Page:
Cleaning and maintaining your firearm means better performance on the range or in the field
The staff from NRA Family Insights sat down to bring you the basics for how to properly clean your firearm ...
How to Clean Your Gun
Can your firearm pass the white-glove test? Here's how to keep your gun clean and safe to use.
Cleaning and maintaining your guns preserves their functionality and value, and keeps them safe and accurate. The effort and attention you put into maintaining your firearms will pay off in peace of mind that your guns will do what you need them to do. Good maintenance habits help you know your gun better, and have more confidence in its performance at the range or in the field.
Once you have the gun disassembled, start with cleaning the bore. The rifling at the muzzle is critical to accuracy. You don’t want the cleaning rod to bang against the muzzle opening. Over time, this can widen the muzzle opening or leave it misshapen, so clean from breech to muzzle whenever possible.
Preparation is key to a good job. Choose a work area that is well-ventilated, well-lit, organized and clean. Outdoors or in the garage is best. If you must work indoors, choose a large indoor room, and try to work near an open window. Your work table should be sturdy. It shouldn’t rock or move when you lean on it. Avoid tables with wheels or casters. The dining room table or the kitchen counter is not the best choice, because you don’t want to contaminate your food with chemical solvents, gun oil copper, lead or carbon fouling. For the same reason, you shouldn't eat or drink while you work.
Once you have chosen an appropriate work space, remove all ammunition from the area. All loose and boxed ammunition should be returned to its proper storage place before you start. Only after that is done should you get out your gun and make sure that it is clear. If the gun has extra magazines, make sure they are empty as well.
Before you get to work, find the owner’s manual from the manufacturer. It should explain how to take the gun apart and clean it. Over the years, the manual for an older firearm, or one that was bought used, may have been lost. In that case, the two-volume NRA Guide to Firearms Assembly has written and visual instructions on taking apart a wide variety of rifles, shotguns and handguns.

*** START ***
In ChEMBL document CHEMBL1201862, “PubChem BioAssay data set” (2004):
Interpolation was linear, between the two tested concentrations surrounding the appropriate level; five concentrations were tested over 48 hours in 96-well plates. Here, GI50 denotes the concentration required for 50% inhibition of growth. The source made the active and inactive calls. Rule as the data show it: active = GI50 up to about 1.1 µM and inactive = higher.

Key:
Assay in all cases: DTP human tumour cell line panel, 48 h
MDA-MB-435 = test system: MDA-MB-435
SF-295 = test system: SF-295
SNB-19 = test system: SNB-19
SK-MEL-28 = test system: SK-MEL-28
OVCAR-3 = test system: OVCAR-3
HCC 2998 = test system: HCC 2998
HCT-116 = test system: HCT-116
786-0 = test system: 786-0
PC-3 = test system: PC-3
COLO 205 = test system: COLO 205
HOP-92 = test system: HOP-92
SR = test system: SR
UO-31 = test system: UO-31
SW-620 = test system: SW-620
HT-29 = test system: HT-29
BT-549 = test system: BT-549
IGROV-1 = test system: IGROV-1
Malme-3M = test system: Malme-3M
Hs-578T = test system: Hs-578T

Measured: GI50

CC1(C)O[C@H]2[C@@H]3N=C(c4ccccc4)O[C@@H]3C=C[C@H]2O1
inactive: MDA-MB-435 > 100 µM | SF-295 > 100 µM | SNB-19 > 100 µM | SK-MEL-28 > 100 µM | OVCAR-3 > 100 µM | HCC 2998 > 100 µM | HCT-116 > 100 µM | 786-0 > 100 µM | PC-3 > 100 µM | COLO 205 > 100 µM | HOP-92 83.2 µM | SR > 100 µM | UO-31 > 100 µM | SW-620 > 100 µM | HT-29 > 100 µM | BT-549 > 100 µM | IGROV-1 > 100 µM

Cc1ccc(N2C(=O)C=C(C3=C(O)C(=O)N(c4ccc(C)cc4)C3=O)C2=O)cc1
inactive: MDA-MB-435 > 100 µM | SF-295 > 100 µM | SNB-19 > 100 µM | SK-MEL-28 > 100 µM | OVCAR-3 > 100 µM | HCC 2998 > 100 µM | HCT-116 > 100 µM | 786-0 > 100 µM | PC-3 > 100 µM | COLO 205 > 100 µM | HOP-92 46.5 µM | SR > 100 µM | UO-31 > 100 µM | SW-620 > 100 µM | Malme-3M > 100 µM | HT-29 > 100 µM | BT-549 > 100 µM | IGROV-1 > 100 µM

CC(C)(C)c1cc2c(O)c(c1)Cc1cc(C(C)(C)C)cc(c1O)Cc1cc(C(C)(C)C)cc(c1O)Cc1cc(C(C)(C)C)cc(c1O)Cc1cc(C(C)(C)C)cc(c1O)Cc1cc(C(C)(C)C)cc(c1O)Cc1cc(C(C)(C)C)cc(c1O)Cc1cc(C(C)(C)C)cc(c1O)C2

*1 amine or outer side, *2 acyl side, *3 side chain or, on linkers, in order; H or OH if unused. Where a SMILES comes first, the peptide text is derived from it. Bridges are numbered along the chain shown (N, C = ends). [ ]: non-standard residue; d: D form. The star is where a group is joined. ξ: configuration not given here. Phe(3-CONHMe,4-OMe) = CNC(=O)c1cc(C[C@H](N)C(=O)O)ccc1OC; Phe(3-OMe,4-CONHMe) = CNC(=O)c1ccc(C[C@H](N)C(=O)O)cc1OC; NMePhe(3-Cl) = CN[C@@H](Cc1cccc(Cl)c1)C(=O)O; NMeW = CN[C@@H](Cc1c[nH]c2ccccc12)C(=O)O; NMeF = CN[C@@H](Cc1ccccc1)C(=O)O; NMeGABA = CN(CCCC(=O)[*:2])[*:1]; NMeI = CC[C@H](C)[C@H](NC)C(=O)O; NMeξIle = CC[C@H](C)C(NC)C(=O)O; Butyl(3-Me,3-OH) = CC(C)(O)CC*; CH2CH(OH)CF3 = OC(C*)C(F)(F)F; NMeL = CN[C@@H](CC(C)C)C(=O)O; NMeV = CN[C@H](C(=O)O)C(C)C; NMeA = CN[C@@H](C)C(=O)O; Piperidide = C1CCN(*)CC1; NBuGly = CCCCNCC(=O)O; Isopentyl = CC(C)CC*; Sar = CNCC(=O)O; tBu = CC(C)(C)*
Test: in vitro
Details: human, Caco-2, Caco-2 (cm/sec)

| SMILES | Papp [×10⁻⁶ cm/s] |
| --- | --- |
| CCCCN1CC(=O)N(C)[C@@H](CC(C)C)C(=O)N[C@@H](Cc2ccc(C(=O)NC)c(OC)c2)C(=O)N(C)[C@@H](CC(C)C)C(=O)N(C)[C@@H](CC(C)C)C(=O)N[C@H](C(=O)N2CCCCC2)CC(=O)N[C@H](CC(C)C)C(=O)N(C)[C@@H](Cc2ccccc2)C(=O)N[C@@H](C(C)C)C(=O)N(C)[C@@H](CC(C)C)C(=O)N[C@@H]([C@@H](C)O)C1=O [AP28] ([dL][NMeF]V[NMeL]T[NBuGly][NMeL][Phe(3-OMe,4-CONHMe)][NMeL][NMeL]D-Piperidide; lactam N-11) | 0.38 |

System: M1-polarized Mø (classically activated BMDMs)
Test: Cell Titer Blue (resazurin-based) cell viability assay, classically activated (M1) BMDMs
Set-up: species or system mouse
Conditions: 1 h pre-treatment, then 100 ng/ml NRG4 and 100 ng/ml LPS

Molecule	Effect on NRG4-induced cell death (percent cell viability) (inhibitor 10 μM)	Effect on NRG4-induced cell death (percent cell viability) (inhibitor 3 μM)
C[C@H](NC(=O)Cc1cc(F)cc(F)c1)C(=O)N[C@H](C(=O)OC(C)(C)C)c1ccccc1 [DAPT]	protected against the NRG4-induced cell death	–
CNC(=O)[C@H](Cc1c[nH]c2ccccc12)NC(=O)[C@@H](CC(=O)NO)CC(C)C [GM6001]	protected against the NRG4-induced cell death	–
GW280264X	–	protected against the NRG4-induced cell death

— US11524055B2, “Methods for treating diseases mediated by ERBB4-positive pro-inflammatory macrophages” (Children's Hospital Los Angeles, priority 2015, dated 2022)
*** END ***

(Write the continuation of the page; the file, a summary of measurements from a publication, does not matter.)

There are a variety of specialized and improvised tools that will help you get the job done right, but can’t be found in any cleaning kit. A rubber mat with a non-slip surface will help protect both the parts and the work bench from damage. A cleaning cradle keeps the gun under control and leaves your hands free to control loose parts and cleaning equipment. If you don’t have one, a shooting rest for sighting-in or varmint shooting is better than nothing. Your bench vise may look tempting, but leave it alone: Too much pressure from the vise can crack the stock or even crush the receiver.
Also, an old cookie tin or coffee can is useful for holding loose parts. A container helps keep them in one place so small parts won’t get lost or separated. You might want two: one for dirty parts waiting to be cleaned, and a second for parts that have already been cleaned. Lastly, here’s a trick for when springs or pins go flying: Keep a flashlight on hand, as it is often a big help in finding lost parts. Even the tiniest pins and springs that have fallen on the floor will cast a shadow when a beam of light passes over them.
Read the rest of NRA Family Insights' guide to clean your gun
on their website.